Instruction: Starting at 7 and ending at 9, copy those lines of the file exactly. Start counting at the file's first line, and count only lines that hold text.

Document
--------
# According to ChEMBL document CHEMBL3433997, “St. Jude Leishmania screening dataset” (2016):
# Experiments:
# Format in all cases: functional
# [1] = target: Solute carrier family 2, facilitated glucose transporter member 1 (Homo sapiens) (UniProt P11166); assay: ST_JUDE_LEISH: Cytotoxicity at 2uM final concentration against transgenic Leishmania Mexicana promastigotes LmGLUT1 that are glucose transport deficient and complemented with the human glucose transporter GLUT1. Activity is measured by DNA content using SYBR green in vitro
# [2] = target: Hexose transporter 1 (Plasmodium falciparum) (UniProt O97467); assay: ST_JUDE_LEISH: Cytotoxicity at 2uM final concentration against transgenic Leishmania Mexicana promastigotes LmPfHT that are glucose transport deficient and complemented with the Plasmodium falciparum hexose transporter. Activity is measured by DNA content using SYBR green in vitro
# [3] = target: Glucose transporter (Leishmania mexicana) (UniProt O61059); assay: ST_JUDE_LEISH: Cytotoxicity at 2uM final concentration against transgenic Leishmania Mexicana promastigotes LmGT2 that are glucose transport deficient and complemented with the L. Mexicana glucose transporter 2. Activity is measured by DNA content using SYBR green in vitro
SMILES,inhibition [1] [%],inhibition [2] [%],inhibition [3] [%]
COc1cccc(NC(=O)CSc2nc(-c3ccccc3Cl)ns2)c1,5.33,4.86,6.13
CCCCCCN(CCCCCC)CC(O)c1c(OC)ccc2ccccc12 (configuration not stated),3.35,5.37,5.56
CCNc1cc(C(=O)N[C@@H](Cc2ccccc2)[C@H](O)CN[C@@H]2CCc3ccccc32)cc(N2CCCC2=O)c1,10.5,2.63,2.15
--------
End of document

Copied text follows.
SMILES,inhibition [1] [%],inhibition [2] [%],inhibition [3] [%]
COc1cccc(NC(=O)CSc2nc(-c3ccccc3Cl)ns2)c1,5.33,4.86,6.13
CCCCCCN(CCCCCC)CC(O)c1c(OC)ccc2ccccc12 (configuration not stated),3.35,5.37,5.56